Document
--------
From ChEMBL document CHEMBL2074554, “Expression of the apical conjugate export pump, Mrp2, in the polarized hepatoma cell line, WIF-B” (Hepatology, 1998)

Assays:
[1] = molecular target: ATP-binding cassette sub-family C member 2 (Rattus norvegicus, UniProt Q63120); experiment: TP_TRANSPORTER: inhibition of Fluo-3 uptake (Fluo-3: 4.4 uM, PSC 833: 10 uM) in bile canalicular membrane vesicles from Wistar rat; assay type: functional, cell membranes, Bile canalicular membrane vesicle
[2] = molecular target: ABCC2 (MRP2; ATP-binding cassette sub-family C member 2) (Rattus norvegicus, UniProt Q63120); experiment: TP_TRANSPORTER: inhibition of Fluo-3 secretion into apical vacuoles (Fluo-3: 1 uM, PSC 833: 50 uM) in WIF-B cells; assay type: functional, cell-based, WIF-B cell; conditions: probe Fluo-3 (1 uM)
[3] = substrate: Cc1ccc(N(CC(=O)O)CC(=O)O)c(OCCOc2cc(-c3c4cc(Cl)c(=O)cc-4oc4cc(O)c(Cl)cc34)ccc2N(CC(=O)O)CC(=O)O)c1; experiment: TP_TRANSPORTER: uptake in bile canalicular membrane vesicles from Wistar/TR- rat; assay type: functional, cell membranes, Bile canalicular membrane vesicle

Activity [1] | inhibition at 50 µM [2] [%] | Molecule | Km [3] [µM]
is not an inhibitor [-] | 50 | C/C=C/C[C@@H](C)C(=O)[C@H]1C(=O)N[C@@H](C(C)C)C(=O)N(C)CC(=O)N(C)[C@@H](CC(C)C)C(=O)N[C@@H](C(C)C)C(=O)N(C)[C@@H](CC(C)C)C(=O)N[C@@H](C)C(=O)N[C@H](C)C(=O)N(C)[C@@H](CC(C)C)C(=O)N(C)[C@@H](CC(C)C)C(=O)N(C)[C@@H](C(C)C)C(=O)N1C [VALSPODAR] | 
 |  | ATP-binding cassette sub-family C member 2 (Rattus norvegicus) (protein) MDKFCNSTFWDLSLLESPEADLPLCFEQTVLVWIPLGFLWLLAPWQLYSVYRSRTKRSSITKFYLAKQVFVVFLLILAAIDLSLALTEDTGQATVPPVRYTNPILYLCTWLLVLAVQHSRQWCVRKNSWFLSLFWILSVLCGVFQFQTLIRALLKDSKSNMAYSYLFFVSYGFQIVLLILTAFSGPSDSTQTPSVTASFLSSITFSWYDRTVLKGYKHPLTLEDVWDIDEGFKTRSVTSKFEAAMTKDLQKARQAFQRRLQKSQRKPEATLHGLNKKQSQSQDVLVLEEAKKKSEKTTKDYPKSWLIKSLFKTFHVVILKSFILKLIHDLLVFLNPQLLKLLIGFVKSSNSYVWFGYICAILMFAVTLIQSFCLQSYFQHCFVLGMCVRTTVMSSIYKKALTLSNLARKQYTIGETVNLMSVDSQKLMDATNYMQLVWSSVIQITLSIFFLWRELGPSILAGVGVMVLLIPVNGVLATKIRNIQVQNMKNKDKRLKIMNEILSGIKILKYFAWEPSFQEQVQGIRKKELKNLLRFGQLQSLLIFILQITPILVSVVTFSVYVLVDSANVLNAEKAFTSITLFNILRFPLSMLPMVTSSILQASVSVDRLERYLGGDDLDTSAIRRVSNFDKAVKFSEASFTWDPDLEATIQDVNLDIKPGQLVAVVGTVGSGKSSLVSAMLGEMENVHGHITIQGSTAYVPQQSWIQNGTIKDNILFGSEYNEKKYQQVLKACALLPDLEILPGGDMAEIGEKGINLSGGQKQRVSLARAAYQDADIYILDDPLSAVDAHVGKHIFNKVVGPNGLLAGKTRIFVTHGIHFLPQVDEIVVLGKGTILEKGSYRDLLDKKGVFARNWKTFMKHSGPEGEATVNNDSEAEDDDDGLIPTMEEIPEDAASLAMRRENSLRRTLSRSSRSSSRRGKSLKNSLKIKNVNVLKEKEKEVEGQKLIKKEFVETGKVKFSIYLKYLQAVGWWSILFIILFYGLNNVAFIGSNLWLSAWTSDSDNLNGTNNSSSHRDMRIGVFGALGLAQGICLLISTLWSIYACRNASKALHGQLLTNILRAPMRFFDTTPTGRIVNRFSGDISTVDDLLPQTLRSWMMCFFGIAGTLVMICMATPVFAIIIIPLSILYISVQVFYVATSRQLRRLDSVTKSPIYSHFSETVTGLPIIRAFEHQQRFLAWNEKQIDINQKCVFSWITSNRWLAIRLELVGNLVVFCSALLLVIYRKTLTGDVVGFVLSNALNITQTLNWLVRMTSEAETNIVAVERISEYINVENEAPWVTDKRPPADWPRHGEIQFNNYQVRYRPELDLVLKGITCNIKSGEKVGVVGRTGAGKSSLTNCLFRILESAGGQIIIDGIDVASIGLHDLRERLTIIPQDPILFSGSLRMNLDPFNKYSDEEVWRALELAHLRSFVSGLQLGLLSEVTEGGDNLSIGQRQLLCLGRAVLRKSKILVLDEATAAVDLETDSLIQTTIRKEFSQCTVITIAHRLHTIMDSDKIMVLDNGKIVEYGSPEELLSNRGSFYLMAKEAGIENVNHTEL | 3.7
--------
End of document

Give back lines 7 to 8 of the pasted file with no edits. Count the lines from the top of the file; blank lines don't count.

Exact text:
is not an inhibitor [-] | 50 | C/C=C/C[C@@H](C)C(=O)[C@H]1C(=O)N[C@@H](C(C)C)C(=O)N(C)CC(=O)N(C)[C@@H](CC(C)C)C(=O)N[C@@H](C(C)C)C(=O)N(C)[C@@H](CC(C)C)C(=O)N[C@@H](C)C(=O)N[C@H](C)C(=O)N(C)[C@@H](CC(C)C)C(=O)N(C)[C@@H](CC(C)C)C(=O)N(C)[C@@H](C(C)C)C(=O)N1C [VALSPODAR] | 
 |  | ATP-binding cassette sub-family C member 2 (Rattus norvegicus) (protein) MDKFCNSTFWDLSLLESPEADLPLCFEQTVLVWIPLGFLWLLAPWQLYSVYRSRTKRSSITKFYLAKQVFVVFLLILAAIDLSLALTEDTGQATVPPVRYTNPILYLCTWLLVLAVQHSRQWCVRKNSWFLSLFWILSVLCGVFQFQTLIRALLKDSKSNMAYSYLFFVSYGFQIVLLILTAFSGPSDSTQTPSVTASFLSSITFSWYDRTVLKGYKHPLTLEDVWDIDEGFKTRSVTSKFEAAMTKDLQKARQAFQRRLQKSQRKPEATLHGLNKKQSQSQDVLVLEEAKKKSEKTTKDYPKSWLIKSLFKTFHVVILKSFILKLIHDLLVFLNPQLLKLLIGFVKSSNSYVWFGYICAILMFAVTLIQSFCLQSYFQHCFVLGMCVRTTVMSSIYKKALTLSNLARKQYTIGETVNLMSVDSQKLMDATNYMQLVWSSVIQITLSIFFLWRELGPSILAGVGVMVLLIPVNGVLATKIRNIQVQNMKNKDKRLKIMNEILSGIKILKYFAWEPSFQEQVQGIRKKELKNLLRFGQLQSLLIFILQITPILVSVVTFSVYVLVDSANVLNAEKAFTSITLFNILRFPLSMLPMVTSSILQASVSVDRLERYLGGDDLDTSAIRRVSNFDKAVKFSEASFTWDPDLEATIQDVNLDIKPGQLVAVVGTVGSGKSSLVSAMLGEMENVHGHITIQGSTAYVPQQSWIQNGTIKDNILFGSEYNEKKYQQVLKACALLPDLEILPGGDMAEIGEKGINLSGGQKQRVSLARAAYQDADIYILDDPLSAVDAHVGKHIFNKVVGPNGLLAGKTRIFVTHGIHFLPQVDEIVVLGKGTILEKGSYRDLLDKKGVFARNWKTFMKHSGPEGEATVNNDSEAEDDDDGLIPTMEEIPEDAASLAMRRENSLRRTLSRSSRSSSRRGKSLKNSLKIKNVNVLKEKEKEVEGQKLIKKEFVETGKVKFSIYLKYLQAVGWWSILFIILFYGLNNVAFIGSNLWLSAWTSDSDNLNGTNNSSSHRDMRIGVFGALGLAQGICLLISTLWSIYACRNASKALHGQLLTNILRAPMRFFDTTPTGRIVNRFSGDISTVDDLLPQTLRSWMMCFFGIAGTLVMICMATPVFAIIIIPLSILYISVQVFYVATSRQLRRLDSVTKSPIYSHFSETVTGLPIIRAFEHQQRFLAWNEKQIDINQKCVFSWITSNRWLAIRLELVGNLVVFCSALLLVIYRKTLTGDVVGFVLSNALNITQTLNWLVRMTSEAETNIVAVERISEYINVENEAPWVTDKRPPADWPRHGEIQFNNYQVRYRPELDLVLKGITCNIKSGEKVGVVGRTGAGKSSLTNCLFRILESAGGQIIIDGIDVASIGLHDLRERLTIIPQDPILFSGSLRMNLDPFNKYSDEEVWRALELAHLRSFVSGLQLGLLSEVTEGGDNLSIGQRQLLCLGRAVLRKSKILVLDEATAAVDLETDSLIQTTIRKEFSQCTVITIAHRLHTIMDSDKIMVLDNGKIVEYGSPEELLSNRGSFYLMAKEAGIENVNHTEL | 3.7